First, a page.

Campus: Blacksburg Campus
(Ph.D. in Curriculum and Instruction)
Instructions: Residential/On Campus
Our students engage in research that leads to evidence-based decisions that positively affect teaching and learning.
“The Educational Psychology program at Virginia Tech helped me grow both personally and professionally. I learned a great deal about myself as a learner, researcher, and scholar. I worked with people who were not just my professors, but they were my advisors and mentors as well.”
"I graduated from the Educational Psychology program at Virginia Tech feeling very well prepared to meet my professional and personal goals. It was a venue that consistently encouraged intellectual discussion and interactions, which pushed me to think and consider, read and ponder, and generally fostered a scholar’s mindset. I was able to develop and hone my academic writing, quantitative research, and qualitative research skills in courses and while engaging in rigorous and authentic research studies in real-world settings with personally relevant topics. All of this was offered in an opportunity-rich environment with mentors whom I felt genuinely cared about my success and personal goals.”
“The Educational Psychology program at Virginia Tech strikes a fabulous balance between the theoretical and the pragmatic, between the art and philosophy versus the science of learning. The program prepared me to both ask and answer intellectually interesting questions, to employ rigorous and appropriate quantitative and qualitative methodologies in research and evaluation, and to respect the unique nature of individual learners and the contexts in which they develop.”
Chittum, J. R., Jones, B. D., Akalin, S., & Schram, A. B. (2017). The effects of an afterschool STEM program on students’ motivation and engagement. International Journal of STEM Education, 4(11), 1-16. doi:10.1186/s40594-017-0065-4
Jones, B. D., Sahbaz, S., Schram, A. B., & Chittum, J. R. (2017). Using psychological constructs from the MUSIC Model of Motivation to predict students’ science identification and career goals: Results from the U.S. and Iceland. International Journal of Science Education. Advance online publication. doi:10.1080/09500693.2017.1319093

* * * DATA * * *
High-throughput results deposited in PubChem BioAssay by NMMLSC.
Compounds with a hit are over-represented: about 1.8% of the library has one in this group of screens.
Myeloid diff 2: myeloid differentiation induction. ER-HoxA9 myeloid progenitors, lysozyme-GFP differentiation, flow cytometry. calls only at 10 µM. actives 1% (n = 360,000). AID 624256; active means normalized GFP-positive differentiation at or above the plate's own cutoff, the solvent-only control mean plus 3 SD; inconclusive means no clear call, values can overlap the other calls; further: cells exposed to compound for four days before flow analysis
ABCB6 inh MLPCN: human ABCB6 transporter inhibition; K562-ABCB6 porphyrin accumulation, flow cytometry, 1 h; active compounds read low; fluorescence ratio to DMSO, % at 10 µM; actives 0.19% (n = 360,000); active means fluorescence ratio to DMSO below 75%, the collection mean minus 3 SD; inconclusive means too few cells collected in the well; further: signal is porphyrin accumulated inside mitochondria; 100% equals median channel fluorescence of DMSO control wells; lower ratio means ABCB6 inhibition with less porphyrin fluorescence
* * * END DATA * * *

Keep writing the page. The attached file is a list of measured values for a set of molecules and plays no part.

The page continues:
Jones, B. D., Chittum, J. R., Akalin, S., Schram, A. B., Fink, J., Schnittka, C.,…Brandt, C. (2015). Elements of design-based science activities that affect students’ motivation. School Science and Mathematics, 115(8), 404-415. doi:10.1111/ssm.12143
Schram, A. B., & Jones, B. D. (2016). A cross-cultural adaptation and validation of the Icelandic version of the MUSIC Model of Academic Motivation Inventory. Icelandic Journal of Education, 25(2), 159-181.
Ruff, C., & Jones, B. D. (2016). Becoming a scientist: Using first-year undergraduate science courses to promote identification with science disciplines. International Journal for the Scholarship of Teaching and Learning, 10(2). Retrieved from http://digitalcommons.georgiasouthern.edu/ij-sotl/vol10/iss2/12/
Gardner, A. F., & Jones, B. D. (2016). Examining the Reggio Emilia approach: Keys to understanding why it motivates students. Electronic Journal of Research in Educational Psychology, 14(3), 602-625.
Visit our office at 225 War Memorial Hall, Blacksburg, VA 24061
*Fall: January 15
*Fall: January 15
*Deadline for early decision admission with full funding consideration for Fall: January 15. Applicants may apply after this date. Please contact program leader for further information.
Dr. Brett Jones
School of Education (0313)
Blacksburg, VA 24061
Program Support Technician
225 War Memorial Hall
Virginia Tech Blacksburg, VA 24061
School of Education
226 War Memorial Hall (0313)
370 Drillfield Drive
Blacksburg, VA 24061